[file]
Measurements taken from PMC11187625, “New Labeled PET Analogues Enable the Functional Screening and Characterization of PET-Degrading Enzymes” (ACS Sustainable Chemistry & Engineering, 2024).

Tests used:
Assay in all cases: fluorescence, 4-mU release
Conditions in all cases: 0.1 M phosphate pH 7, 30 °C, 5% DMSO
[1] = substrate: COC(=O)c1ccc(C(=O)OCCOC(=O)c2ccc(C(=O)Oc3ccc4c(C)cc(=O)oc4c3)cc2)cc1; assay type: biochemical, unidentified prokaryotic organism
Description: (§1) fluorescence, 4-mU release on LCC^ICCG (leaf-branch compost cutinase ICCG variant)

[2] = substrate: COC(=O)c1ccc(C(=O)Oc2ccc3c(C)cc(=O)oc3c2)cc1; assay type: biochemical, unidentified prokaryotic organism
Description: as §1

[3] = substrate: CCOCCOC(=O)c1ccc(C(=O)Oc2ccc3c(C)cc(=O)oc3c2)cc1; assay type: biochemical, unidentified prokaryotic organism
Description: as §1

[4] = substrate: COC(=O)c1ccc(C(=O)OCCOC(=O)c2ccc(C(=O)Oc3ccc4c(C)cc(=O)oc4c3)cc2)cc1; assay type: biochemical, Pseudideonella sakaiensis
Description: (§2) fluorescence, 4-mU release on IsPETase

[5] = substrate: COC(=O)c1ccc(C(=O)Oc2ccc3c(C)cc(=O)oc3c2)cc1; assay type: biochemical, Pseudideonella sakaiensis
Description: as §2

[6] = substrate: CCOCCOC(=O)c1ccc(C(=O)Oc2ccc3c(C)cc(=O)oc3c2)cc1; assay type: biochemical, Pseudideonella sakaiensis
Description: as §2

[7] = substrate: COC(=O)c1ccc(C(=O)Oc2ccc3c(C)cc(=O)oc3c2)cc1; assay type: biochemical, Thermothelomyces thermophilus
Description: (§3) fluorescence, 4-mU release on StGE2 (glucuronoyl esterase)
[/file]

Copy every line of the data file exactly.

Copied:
Measurements taken from PMC11187625, “New Labeled PET Analogues Enable the Functional Screening and Characterization of PET-Degrading Enzymes” (ACS Sustainable Chemistry & Engineering, 2024).

Tests used:
Assay in all cases: fluorescence, 4-mU release
Conditions in all cases: 0.1 M phosphate pH 7, 30 °C, 5% DMSO
[1] = substrate: COC(=O)c1ccc(C(=O)OCCOC(=O)c2ccc(C(=O)Oc3ccc4c(C)cc(=O)oc4c3)cc2)cc1; assay type: biochemical, unidentified prokaryotic organism
Description: (§1) fluorescence, 4-mU release on LCC^ICCG (leaf-branch compost cutinase ICCG variant)

[2] = substrate: COC(=O)c1ccc(C(=O)Oc2ccc3c(C)cc(=O)oc3c2)cc1; assay type: biochemical, unidentified prokaryotic organism
Description: as §1

[3] = substrate: CCOCCOC(=O)c1ccc(C(=O)Oc2ccc3c(C)cc(=O)oc3c2)cc1; assay type: biochemical, unidentified prokaryotic organism
Description: as §1

[4] = substrate: COC(=O)c1ccc(C(=O)OCCOC(=O)c2ccc(C(=O)Oc3ccc4c(C)cc(=O)oc4c3)cc2)cc1; assay type: biochemical, Pseudideonella sakaiensis
Description: (§2) fluorescence, 4-mU release on IsPETase

[5] = substrate: COC(=O)c1ccc(C(=O)Oc2ccc3c(C)cc(=O)oc3c2)cc1; assay type: biochemical, Pseudideonella sakaiensis
Description: as §2

[6] = substrate: CCOCCOC(=O)c1ccc(C(=O)Oc2ccc3c(C)cc(=O)oc3c2)cc1; assay type: biochemical, Pseudideonella sakaiensis
Description: as §2

[7] = substrate: COC(=O)c1ccc(C(=O)Oc2ccc3c(C)cc(=O)oc3c2)cc1; assay type: biochemical, Thermothelomyces thermophilus
Description: (§3) fluorescence, 4-mU release on StGE2 (glucuronoyl esterase)